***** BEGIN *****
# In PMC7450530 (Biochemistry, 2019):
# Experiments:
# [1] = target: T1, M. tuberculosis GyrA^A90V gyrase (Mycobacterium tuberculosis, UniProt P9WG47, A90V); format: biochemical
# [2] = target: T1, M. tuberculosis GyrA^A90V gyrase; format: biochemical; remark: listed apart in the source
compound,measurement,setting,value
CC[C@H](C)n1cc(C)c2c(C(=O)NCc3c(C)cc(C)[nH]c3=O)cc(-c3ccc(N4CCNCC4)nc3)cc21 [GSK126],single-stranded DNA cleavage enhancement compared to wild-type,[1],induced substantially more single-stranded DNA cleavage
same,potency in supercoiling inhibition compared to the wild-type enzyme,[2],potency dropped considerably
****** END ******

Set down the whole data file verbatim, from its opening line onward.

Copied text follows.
# In PMC7450530 (Biochemistry, 2019):
# Experiments:
# [1] = target: T1, M. tuberculosis GyrA^A90V gyrase (Mycobacterium tuberculosis, UniProt P9WG47, A90V); format: biochemical
# [2] = target: T1, M. tuberculosis GyrA^A90V gyrase; format: biochemical; remark: listed apart in the source
compound,measurement,setting,value
CC[C@H](C)n1cc(C)c2c(C(=O)NCc3c(C)cc(C)[nH]c3=O)cc(-c3ccc(N4CCNCC4)nc3)cc21 [GSK126],single-stranded DNA cleavage enhancement compared to wild-type,[1],induced substantially more single-stranded DNA cleavage
same,potency in supercoiling inhibition compared to the wild-type enzyme,[2],potency dropped considerably